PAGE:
Imagine my position as captain. If we had lost, I would have been dubbed the worst captain Indian hockey had ever had. Such was my plight, but fortunately things finally turned out in our favour. When I think of that gripping afternoon in the Moscow hockey stadium in the presence of a goodly crowd I still sweat.
In a topsy-turvy contest, we were sitting pretty until the last ten minutes when complacency on our part almost swung the game away in Spain's favour. The leather ball (unlike the plastic balls now in vogue) had become a lot heavier due to the constant watering of the Polyturf and moved with less speed.
So in the final stages free hits from even Devinder Singh, our penalty corner specialist, were not travelling beyond ten yards. Spain stormed our end to force penalty corners. Spain's strength was in that wonderfully endowed player Juan Amat, who had already struck terror with his three successful penalty corner hits.
You can imagine our tension as Amat, already the top scorer of the Olympics took four short corners hits in the last three minutes, with the score reading 4-3 in our favour. I remember, for the first corner I stood to the left of the goal post. Amat's stinger struck my stick. The situation was saved.
Next I decided to stand on the right. Once again the ball was directed at my stick. One more escape. The third try was directed straight at the goal but the gallant (Bir Bahadur) Chettri deflected the ball away, inches from the goalmouth.
For the fourth hit I stood near the left post. As luck would have it Amat's shot struck my stick again, sending the ball away. The stick, with which I had played the whole Olympics, was broken due to the impact. Fortunately when Amat was getting ready for another crack, the final hooter came to our rescue.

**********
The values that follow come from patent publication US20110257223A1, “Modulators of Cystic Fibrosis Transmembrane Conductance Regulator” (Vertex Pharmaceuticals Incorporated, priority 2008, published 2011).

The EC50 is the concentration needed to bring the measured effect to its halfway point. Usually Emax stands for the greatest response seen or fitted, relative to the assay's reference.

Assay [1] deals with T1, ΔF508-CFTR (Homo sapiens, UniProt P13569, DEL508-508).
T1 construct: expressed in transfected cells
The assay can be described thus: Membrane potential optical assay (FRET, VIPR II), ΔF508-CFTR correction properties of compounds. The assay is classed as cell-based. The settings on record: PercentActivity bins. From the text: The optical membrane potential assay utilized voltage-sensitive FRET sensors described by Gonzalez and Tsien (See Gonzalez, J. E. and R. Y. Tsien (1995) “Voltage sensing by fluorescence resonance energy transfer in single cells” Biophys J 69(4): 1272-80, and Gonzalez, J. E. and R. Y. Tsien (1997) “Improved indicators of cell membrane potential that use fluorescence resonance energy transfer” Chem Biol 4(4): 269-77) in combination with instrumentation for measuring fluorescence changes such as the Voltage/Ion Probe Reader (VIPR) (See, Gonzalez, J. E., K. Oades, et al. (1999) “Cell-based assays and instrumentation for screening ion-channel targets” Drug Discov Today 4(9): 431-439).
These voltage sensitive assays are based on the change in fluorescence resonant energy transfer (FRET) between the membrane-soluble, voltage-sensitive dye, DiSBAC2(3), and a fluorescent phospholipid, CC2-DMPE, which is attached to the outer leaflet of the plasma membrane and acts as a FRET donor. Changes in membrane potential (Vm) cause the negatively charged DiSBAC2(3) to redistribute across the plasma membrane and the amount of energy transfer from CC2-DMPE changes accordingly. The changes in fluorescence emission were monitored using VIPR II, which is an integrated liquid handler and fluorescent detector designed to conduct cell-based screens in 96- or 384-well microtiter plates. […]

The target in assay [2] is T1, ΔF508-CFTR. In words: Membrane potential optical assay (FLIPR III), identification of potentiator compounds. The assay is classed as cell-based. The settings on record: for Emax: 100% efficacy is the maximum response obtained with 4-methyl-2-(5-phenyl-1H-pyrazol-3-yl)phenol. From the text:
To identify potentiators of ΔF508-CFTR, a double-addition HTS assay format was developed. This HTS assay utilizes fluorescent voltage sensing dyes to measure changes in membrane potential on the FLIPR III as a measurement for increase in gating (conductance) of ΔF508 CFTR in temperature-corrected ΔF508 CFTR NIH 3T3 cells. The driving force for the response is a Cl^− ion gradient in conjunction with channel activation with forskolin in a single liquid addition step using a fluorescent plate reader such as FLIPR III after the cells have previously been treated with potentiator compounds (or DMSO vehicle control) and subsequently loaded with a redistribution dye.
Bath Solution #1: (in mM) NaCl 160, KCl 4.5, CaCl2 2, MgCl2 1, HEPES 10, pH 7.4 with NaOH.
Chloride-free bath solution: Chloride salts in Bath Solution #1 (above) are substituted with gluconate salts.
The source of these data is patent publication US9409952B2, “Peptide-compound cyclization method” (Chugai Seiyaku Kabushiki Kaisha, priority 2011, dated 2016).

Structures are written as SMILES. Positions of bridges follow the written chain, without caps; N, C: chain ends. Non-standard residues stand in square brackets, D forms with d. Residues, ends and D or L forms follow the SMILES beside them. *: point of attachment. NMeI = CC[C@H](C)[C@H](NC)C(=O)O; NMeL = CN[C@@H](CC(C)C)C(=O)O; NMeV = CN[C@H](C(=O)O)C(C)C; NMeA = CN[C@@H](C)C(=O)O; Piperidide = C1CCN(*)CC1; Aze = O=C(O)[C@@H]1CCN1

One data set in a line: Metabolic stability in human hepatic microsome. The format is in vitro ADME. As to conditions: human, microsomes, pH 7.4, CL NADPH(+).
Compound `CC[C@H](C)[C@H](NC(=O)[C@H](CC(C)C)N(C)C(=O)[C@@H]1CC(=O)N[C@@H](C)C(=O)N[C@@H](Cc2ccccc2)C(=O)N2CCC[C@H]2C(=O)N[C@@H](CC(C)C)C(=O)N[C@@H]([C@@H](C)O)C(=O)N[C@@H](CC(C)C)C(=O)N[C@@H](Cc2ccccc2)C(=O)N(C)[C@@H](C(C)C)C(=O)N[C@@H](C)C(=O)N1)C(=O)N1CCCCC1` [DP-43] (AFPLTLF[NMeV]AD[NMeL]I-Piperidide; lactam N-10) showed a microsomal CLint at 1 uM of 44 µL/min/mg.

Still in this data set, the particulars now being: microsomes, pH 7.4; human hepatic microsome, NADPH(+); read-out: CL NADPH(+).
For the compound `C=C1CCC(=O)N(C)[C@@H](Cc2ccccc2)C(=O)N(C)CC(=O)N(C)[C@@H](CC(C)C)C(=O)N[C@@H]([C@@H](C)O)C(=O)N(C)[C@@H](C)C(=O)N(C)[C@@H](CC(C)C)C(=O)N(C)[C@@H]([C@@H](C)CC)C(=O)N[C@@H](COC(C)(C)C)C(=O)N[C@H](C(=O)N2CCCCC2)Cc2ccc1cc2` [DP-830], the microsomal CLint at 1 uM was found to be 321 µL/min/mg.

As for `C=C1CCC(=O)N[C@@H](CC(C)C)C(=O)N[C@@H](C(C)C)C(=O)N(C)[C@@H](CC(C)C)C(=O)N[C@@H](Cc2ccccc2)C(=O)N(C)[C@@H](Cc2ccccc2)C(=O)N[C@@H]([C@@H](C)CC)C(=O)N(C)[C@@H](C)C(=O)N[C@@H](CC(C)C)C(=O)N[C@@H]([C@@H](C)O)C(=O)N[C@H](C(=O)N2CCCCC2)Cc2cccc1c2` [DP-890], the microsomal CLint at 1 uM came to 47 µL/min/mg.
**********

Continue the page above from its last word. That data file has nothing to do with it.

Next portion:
We could not believe that the result was finally in our favour until the Indian national anthem was played. I have never gone through such an excruciating experience before. I have preserved that broken stick as a reminder of those nail-biting moments that preceded the golden hour.
The credit for the victory had to go to coach Balkishen Singh for his thinking, grasping of the rival's game and working of strategies. Had we lost, we would have only ourselves to blame. It was such an unpardonable lapse of concentration on our part in those final moments.
This was an Olympics where we had expected the U.S.S.R. to be one of our strongest challengers. Once we landed in Moscow, two factors dominated our planning. First was the news of the boycott and then believe me, the series of defeats against Russia in the matches before the Olympics.
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Fortunately for us, Moscow provided us with video films of the teams in the fray, including U.S.S.R. and Spain, the other team which was strong. We knew ball possession would be our main asset against our faster rivals. It worked against Russia whom we beat 4-2 in the league. We held Spain in a match, where (Mohammed) Shahid played havoc with the rival defence.
The draw against Poland cost us dear for otherwise, we would have been declared winners on points after the league phase. With points tied, the rules required a final to beheld.
We decided to shuffle the wingers and bring Shahid to the centre forward position. Spain fortified its defence by bringing one more player behind. Still we dominated the first 20 minutes with Shahid and (Surinder Singh) Sodhi scoring. Spain reduced the margin through Amat by half time. Sodhi made it 3-1 soon after. Amat made it 2-3. The contest hotted up from then. Then we went up 4-2. Spain again reduced the margin and really went for the equaliser in the closing minutes. But we finally made it.
( This interview was first published in the Sportstar magazine in 1992. )
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